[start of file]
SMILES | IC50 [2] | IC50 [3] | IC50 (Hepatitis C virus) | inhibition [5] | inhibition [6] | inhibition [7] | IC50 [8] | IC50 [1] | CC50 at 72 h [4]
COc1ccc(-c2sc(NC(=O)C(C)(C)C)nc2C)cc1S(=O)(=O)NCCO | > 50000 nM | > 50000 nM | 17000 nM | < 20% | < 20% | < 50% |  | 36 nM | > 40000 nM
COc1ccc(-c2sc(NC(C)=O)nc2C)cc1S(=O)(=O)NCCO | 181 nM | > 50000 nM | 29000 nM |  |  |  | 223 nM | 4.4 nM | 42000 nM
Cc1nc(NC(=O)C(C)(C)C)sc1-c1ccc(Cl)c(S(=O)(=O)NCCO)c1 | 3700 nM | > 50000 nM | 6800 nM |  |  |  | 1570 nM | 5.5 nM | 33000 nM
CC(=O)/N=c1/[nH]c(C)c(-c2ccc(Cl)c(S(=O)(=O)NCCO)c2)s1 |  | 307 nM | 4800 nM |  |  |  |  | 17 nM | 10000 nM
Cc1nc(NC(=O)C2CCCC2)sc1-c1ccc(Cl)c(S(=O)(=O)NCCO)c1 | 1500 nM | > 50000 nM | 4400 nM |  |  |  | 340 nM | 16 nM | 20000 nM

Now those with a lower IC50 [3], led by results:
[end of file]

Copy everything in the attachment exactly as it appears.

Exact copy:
SMILES | IC50 [2] | IC50 [3] | IC50 (Hepatitis C virus) | inhibition [5] | inhibition [6] | inhibition [7] | IC50 [8] | IC50 [1] | CC50 at 72 h [4]
COc1ccc(-c2sc(NC(=O)C(C)(C)C)nc2C)cc1S(=O)(=O)NCCO | > 50000 nM | > 50000 nM | 17000 nM | < 20% | < 20% | < 50% |  | 36 nM | > 40000 nM
COc1ccc(-c2sc(NC(C)=O)nc2C)cc1S(=O)(=O)NCCO | 181 nM | > 50000 nM | 29000 nM |  |  |  | 223 nM | 4.4 nM | 42000 nM
Cc1nc(NC(=O)C(C)(C)C)sc1-c1ccc(Cl)c(S(=O)(=O)NCCO)c1 | 3700 nM | > 50000 nM | 6800 nM |  |  |  | 1570 nM | 5.5 nM | 33000 nM
CC(=O)/N=c1/[nH]c(C)c(-c2ccc(Cl)c(S(=O)(=O)NCCO)c2)s1 |  | 307 nM | 4800 nM |  |  |  |  | 17 nM | 10000 nM
Cc1nc(NC(=O)C2CCCC2)sc1-c1ccc(Cl)c(S(=O)(=O)NCCO)c1 | 1500 nM | > 50000 nM | 4400 nM |  |  |  | 340 nM | 16 nM | 20000 nM

Now those with a lower IC50 [3], led by results: